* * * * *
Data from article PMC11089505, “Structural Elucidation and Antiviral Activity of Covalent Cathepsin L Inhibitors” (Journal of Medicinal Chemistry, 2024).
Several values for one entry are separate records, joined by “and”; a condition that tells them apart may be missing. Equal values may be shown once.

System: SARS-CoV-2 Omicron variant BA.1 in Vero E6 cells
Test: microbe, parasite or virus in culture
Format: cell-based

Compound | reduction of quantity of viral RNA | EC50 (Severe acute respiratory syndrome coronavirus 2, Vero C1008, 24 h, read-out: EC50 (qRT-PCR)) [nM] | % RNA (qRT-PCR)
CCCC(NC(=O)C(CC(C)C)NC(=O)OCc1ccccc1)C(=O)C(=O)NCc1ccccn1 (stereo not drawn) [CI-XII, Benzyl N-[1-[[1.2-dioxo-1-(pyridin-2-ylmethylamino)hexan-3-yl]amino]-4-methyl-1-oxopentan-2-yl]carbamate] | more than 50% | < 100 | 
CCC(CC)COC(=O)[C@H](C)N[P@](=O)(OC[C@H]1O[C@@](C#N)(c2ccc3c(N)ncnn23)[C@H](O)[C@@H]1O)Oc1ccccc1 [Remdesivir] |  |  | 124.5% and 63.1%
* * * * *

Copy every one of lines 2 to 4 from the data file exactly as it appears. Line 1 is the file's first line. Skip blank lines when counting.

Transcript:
Several values for one entry are separate records, joined by “and”; a condition that tells them apart may be missing. Equal values may be shown once.

System: SARS-CoV-2 Omicron variant BA.1 in Vero E6 cells
Test: microbe, parasite or virus in culture